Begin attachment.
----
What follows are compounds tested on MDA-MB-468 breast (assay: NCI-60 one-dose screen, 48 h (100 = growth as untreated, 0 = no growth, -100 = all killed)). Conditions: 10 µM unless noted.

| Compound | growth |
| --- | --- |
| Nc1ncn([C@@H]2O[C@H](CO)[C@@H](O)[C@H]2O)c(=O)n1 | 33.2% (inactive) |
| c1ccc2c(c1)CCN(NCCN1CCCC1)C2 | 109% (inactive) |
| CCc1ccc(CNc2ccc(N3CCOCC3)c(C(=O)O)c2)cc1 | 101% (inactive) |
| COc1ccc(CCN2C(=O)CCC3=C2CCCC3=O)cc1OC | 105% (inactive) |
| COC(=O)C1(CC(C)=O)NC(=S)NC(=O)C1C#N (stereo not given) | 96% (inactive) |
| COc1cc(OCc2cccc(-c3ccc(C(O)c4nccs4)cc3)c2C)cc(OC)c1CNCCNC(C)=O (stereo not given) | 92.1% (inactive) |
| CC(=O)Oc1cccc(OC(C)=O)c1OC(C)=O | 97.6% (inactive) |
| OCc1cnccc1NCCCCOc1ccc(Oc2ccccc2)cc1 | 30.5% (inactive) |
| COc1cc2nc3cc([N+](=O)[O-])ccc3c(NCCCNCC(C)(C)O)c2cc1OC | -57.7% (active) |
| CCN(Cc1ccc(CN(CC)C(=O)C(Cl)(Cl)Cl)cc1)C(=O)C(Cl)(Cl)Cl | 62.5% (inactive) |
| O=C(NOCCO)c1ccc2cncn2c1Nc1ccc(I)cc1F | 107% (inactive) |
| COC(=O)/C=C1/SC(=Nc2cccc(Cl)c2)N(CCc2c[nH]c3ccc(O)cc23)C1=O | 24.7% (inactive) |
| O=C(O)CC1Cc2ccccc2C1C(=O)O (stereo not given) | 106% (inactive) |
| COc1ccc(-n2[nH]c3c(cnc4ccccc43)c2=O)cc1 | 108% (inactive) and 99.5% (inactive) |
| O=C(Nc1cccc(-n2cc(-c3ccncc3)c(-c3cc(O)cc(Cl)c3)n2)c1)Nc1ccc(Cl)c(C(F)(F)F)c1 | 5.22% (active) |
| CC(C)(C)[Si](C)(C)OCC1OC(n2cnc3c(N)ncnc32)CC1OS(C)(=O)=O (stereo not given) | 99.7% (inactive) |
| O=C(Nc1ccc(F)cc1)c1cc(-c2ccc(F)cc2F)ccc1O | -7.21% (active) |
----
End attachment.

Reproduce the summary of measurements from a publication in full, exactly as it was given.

What follows are compounds tested on MDA-MB-468 breast (assay: NCI-60 one-dose screen, 48 h (100 = growth as untreated, 0 = no growth, -100 = all killed)). Conditions: 10 µM unless noted.

| Compound | growth |
| --- | --- |
| Nc1ncn([C@@H]2O[C@H](CO)[C@@H](O)[C@H]2O)c(=O)n1 | 33.2% (inactive) |
| c1ccc2c(c1)CCN(NCCN1CCCC1)C2 | 109% (inactive) |
| CCc1ccc(CNc2ccc(N3CCOCC3)c(C(=O)O)c2)cc1 | 101% (inactive) |
| COc1ccc(CCN2C(=O)CCC3=C2CCCC3=O)cc1OC | 105% (inactive) |
| COC(=O)C1(CC(C)=O)NC(=S)NC(=O)C1C#N (stereo not given) | 96% (inactive) |
| COc1cc(OCc2cccc(-c3ccc(C(O)c4nccs4)cc3)c2C)cc(OC)c1CNCCNC(C)=O (stereo not given) | 92.1% (inactive) |
| CC(=O)Oc1cccc(OC(C)=O)c1OC(C)=O | 97.6% (inactive) |
| OCc1cnccc1NCCCCOc1ccc(Oc2ccccc2)cc1 | 30.5% (inactive) |
| COc1cc2nc3cc([N+](=O)[O-])ccc3c(NCCCNCC(C)(C)O)c2cc1OC | -57.7% (active) |
| CCN(Cc1ccc(CN(CC)C(=O)C(Cl)(Cl)Cl)cc1)C(=O)C(Cl)(Cl)Cl | 62.5% (inactive) |
| O=C(NOCCO)c1ccc2cncn2c1Nc1ccc(I)cc1F | 107% (inactive) |
| COC(=O)/C=C1/SC(=Nc2cccc(Cl)c2)N(CCc2c[nH]c3ccc(O)cc23)C1=O | 24.7% (inactive) |
| O=C(O)CC1Cc2ccccc2C1C(=O)O (stereo not given) | 106% (inactive) |
| COc1ccc(-n2[nH]c3c(cnc4ccccc43)c2=O)cc1 | 108% (inactive) and 99.5% (inactive) |
| O=C(Nc1cccc(-n2cc(-c3ccncc3)c(-c3cc(O)cc(Cl)c3)n2)c1)Nc1ccc(Cl)c(C(F)(F)F)c1 | 5.22% (active) |
| CC(C)(C)[Si](C)(C)OCC1OC(n2cnc3c(N)ncnc32)CC1OS(C)(=O)=O (stereo not given) | 99.7% (inactive) |
| O=C(Nc1ccc(F)cc1)c1cc(-c2ccc(F)cc2F)ccc1O | -7.21% (active) |